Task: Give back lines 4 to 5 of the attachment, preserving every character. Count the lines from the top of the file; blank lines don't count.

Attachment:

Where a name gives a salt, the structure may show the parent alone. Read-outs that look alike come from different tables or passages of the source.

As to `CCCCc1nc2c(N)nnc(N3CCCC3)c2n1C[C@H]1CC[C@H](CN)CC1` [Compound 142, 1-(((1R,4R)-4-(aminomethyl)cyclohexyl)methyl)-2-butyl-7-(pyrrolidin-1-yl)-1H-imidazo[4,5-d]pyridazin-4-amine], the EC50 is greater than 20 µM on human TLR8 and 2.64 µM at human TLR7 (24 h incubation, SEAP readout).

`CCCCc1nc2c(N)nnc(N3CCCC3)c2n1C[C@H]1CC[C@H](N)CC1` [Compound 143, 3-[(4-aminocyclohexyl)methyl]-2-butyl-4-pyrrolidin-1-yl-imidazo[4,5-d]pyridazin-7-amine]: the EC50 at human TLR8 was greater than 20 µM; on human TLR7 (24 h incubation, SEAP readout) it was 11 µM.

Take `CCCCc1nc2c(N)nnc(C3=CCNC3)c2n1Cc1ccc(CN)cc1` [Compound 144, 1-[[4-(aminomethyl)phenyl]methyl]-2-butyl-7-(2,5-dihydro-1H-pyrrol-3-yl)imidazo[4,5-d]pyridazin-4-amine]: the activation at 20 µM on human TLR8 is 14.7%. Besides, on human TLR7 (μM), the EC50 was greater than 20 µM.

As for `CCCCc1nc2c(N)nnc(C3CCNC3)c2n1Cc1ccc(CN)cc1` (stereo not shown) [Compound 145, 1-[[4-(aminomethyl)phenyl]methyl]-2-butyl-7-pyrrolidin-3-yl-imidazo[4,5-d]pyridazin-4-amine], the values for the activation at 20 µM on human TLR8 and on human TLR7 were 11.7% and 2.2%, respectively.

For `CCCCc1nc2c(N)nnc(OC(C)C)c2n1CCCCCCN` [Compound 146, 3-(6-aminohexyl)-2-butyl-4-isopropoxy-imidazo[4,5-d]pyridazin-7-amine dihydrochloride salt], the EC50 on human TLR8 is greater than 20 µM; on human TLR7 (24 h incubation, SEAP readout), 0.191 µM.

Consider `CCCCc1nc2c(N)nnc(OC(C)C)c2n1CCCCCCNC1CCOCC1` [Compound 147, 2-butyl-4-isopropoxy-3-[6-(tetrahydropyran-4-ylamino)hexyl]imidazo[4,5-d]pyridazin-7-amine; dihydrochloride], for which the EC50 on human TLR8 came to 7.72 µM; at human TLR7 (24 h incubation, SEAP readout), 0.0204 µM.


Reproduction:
Take `CCCCc1nc2c(N)nnc(C3=CCNC3)c2n1Cc1ccc(CN)cc1` [Compound 144, 1-[[4-(aminomethyl)phenyl]methyl]-2-butyl-7-(2,5-dihydro-1H-pyrrol-3-yl)imidazo[4,5-d]pyridazin-4-amine]: the activation at 20 µM on human TLR8 is 14.7%. Besides, on human TLR7 (μM), the EC50 was greater than 20 µM.

As for `CCCCc1nc2c(N)nnc(C3CCNC3)c2n1Cc1ccc(CN)cc1` (stereo not shown) [Compound 145, 1-[[4-(aminomethyl)phenyl]methyl]-2-butyl-7-pyrrolidin-3-yl-imidazo[4,5-d]pyridazin-4-amine], the values for the activation at 20 µM on human TLR8 and on human TLR7 were 11.7% and 2.2%, respectively.